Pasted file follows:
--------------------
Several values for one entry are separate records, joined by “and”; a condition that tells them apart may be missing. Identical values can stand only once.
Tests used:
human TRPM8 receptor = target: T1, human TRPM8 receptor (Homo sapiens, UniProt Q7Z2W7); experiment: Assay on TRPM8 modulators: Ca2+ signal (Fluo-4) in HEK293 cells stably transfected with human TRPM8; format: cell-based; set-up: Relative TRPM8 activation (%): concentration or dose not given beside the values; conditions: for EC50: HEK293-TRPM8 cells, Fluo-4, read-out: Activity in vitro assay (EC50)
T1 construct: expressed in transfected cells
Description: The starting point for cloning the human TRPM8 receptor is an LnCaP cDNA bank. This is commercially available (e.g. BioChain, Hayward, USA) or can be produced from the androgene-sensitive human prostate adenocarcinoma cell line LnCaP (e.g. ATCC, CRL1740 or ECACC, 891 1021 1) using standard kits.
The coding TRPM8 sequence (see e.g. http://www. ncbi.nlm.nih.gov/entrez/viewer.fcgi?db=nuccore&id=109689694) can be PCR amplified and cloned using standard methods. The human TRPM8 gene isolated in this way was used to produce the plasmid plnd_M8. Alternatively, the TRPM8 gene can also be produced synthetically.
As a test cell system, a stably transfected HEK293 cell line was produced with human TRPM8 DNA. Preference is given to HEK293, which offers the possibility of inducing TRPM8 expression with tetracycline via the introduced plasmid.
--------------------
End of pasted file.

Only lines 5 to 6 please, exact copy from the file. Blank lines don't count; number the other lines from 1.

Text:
Description: The starting point for cloning the human TRPM8 receptor is an LnCaP cDNA bank. This is commercially available (e.g. BioChain, Hayward, USA) or can be produced from the androgene-sensitive human prostate adenocarcinoma cell line LnCaP (e.g. ATCC, CRL1740 or ECACC, 891 1021 1) using standard kits.
The coding TRPM8 sequence (see e.g. http://www. ncbi.nlm.nih.gov/entrez/viewer.fcgi?db=nuccore&id=109689694) can be PCR amplified and cloned using standard methods. The human TRPM8 gene isolated in this way was used to produce the plasmid plnd_M8. Alternatively, the TRPM8 gene can also be produced synthetically.